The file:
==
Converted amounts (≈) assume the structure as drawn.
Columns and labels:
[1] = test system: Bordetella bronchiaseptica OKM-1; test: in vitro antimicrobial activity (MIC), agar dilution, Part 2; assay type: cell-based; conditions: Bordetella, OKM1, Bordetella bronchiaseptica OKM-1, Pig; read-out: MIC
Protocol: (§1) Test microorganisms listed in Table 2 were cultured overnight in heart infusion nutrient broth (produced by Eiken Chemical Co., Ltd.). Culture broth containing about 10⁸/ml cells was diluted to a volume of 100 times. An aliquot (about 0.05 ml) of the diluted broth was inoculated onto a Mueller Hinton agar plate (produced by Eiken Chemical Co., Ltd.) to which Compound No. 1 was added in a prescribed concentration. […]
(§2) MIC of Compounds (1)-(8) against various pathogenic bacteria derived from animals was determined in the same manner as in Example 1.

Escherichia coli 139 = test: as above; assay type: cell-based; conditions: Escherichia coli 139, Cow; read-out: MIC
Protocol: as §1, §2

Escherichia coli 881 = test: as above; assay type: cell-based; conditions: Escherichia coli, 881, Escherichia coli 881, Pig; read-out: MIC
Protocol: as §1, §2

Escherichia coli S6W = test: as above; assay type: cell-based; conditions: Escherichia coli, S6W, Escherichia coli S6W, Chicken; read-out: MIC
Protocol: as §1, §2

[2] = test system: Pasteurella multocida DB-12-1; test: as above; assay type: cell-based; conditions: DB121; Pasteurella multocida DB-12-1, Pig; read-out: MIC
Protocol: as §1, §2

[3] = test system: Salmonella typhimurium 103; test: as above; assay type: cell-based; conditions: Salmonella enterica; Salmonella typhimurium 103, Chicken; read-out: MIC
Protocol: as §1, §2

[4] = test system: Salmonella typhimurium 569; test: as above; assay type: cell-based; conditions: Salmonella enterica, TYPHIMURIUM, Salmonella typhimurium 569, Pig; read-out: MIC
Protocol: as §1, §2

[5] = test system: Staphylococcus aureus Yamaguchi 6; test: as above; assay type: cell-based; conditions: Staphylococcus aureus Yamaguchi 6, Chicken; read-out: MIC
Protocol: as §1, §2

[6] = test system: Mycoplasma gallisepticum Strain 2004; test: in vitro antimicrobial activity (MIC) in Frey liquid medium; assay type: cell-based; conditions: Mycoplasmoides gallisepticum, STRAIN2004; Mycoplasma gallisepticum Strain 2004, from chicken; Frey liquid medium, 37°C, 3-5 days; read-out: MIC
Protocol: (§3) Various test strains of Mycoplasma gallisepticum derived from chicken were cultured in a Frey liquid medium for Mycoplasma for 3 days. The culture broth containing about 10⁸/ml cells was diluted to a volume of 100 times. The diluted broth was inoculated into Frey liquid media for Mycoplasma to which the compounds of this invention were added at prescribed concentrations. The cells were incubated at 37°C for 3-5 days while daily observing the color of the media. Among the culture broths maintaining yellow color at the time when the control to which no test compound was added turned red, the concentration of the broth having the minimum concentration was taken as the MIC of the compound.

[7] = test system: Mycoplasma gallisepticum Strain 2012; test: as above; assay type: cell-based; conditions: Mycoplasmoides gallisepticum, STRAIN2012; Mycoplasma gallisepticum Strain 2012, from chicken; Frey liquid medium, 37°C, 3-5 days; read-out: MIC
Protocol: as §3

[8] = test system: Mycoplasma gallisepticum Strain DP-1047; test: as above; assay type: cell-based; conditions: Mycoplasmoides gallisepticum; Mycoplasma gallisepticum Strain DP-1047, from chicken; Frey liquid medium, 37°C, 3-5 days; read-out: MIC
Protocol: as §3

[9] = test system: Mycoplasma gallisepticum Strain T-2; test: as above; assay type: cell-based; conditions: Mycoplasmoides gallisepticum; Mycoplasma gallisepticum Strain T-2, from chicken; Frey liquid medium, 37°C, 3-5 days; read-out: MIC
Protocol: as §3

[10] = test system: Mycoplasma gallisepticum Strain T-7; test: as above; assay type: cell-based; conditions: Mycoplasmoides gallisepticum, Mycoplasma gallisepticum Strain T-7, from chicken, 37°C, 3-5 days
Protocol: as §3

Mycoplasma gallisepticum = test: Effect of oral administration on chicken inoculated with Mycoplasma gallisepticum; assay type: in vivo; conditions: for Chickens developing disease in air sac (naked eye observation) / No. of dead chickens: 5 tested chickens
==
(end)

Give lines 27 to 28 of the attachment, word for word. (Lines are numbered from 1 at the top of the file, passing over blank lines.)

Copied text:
Protocol: as §3

[10] = test system: Mycoplasma gallisepticum Strain T-7; test: as above; assay type: cell-based; conditions: Mycoplasmoides gallisepticum, Mycoplasma gallisepticum Strain T-7, from chicken, 37°C, 3-5 days